I believe that being a NACo Ambassador allows me the opportunity to share with newcomers the value of NACo and the benefit my county and I have gained from being involved. I am also able to serve as a resource of NACo information for my county and for other counties in my state who may be thinking of joining. As a graduate of the NACo High Performance Leadership Academy, I know at a personal as well as a county level, the value of belonging to NACo, and see that as a benefit for my state association. That course will also serve me and the NACo organization well in my position as a NACo officer.

     

    What do you consider to be the two or three most important challenges facing NACo in the near future on which the Officers/Executive Committee/Board of Directors should focus? Why?

    I see changing demographics as a challenge to NACo. Elected officials are getting younger every day. This provides energy and new ideas but does not preserve the historical knowledge and relationships that allow us to build alliances that support and sustain the organization. Supporting counties in ways they feel are relevant and useful depends on knowing the changing face of counties and including everyone in the strategy development.

    As the look of the organization changes, it is imperative that we tell our story. Both new and existing members need to know who we are, where we’ve been, what we offer and how they can be part of this phenomenal group.

     

    What measures would you recommend to increase and retain NACo membership and to encourage broad participation in NACo by elected officials and employees of NACo member counties? What specific role would you be willing to assume to help build and sustain membership in NACo?

    I would recommend a speaker’s group to help tell the NACo story. We currently have people from staff going out to solicit membership, and they do a great job. I think adding some member county volunteers to that touring group could help increase our appeal and give prospective members a firsthand account of the benefits of belonging. An old ad line ran “membership has its privileges.” That is true of NACo, and we need to make sure people know it.

    I would be willing to speak to prospective counties at their state association meetings and to be part of advertising material focused on membership. I recommend ad material featuring actual county board members instead of actors. Identify the individuals’ state and county in the ads. Those featured should be reflective of an inclusive membership.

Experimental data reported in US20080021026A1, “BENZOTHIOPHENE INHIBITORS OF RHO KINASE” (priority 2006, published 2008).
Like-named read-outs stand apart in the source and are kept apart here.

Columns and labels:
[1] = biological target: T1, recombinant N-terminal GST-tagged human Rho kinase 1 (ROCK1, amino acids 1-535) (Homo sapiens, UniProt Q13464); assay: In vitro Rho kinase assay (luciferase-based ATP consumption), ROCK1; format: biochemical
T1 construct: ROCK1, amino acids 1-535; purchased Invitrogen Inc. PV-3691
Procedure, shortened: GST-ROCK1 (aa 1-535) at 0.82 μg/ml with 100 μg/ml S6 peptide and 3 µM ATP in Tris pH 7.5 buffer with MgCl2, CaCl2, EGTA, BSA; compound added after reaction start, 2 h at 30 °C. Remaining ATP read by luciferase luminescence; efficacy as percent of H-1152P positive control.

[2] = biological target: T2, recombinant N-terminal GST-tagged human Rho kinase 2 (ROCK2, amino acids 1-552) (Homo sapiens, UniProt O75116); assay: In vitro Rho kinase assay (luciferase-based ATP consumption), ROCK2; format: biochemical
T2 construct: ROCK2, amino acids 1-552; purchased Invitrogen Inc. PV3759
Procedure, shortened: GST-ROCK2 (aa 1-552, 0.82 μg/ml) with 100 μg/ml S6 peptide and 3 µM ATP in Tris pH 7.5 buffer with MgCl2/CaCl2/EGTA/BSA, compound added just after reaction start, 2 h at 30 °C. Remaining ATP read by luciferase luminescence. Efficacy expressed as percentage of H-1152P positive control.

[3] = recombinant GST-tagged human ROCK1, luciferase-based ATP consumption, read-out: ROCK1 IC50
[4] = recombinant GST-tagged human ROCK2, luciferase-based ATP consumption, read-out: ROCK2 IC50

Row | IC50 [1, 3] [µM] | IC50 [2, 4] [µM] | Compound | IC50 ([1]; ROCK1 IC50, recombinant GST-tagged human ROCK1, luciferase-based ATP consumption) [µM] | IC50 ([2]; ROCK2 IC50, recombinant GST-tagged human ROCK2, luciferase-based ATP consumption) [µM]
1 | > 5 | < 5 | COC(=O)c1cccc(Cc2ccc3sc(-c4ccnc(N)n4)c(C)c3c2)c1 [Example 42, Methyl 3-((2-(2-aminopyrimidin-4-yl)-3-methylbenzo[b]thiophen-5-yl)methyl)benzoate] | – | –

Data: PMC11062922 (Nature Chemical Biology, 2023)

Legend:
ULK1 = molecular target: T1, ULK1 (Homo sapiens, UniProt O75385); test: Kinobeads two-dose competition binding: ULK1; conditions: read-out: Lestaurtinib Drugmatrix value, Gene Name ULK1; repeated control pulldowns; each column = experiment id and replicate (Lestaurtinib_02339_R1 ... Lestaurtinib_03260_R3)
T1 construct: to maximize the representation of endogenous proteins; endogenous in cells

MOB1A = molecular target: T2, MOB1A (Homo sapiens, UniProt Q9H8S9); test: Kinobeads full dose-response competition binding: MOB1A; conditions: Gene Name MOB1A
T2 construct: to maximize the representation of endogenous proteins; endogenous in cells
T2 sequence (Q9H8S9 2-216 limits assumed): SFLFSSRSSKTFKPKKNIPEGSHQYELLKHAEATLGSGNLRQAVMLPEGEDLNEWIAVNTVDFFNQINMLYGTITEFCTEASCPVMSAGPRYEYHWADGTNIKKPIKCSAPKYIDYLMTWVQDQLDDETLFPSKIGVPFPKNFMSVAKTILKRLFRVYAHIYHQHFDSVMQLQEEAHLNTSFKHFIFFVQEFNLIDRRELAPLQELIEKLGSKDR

All our counties need to understand what a benefit it is to be a part of NACo.

    Denise Winfrey Interim County Executive Will County, Ill.   Inclusion makes counties stronger!
    2020-06-24
    County News Article
    2020-07-14

Denise Winfrey

Interim County Executive
Will County, Ill.

 

Inclusion makes counties stronger!

I’m Denise Winfrey, county executive of Will County, Illinois. I’m running for second vice president of NACo and I want your vote.

Some of you may have talked with me at the Legislative Conference in Washington, D.C., or seen me speak during the General Session. My plan was to spend time talking and networking with you during the National Organization of Black County Officials (NOBCO) Economic Development Conference in Atlanta. I was scheduled to attend the Western Interstate Region Conference (WIR), and Board of Director’s meeting in Yosemite and would have spent time with you there, and of course I would have talked with as many of you as possible during the Annual Conference in Orange County so that you could get to know me firsthand. 

I have just celebrated 11 years as a county board member. During that time, I was chair of a significant county building campaign which includes a new courthouse which will open this fall; a county health department which opened this spring; an animal control facility and emergency management facility which also opened this spring. We have also built a new law enforcement complex which includes a 911 dispatch center. My time in county government has helped me to gain knowledge about and a more comprehensive understanding of the needs of counties. Being the speaker (chair in some counties) has provided me with many opportunities to network with mayors and village presidents across our county of 700,000.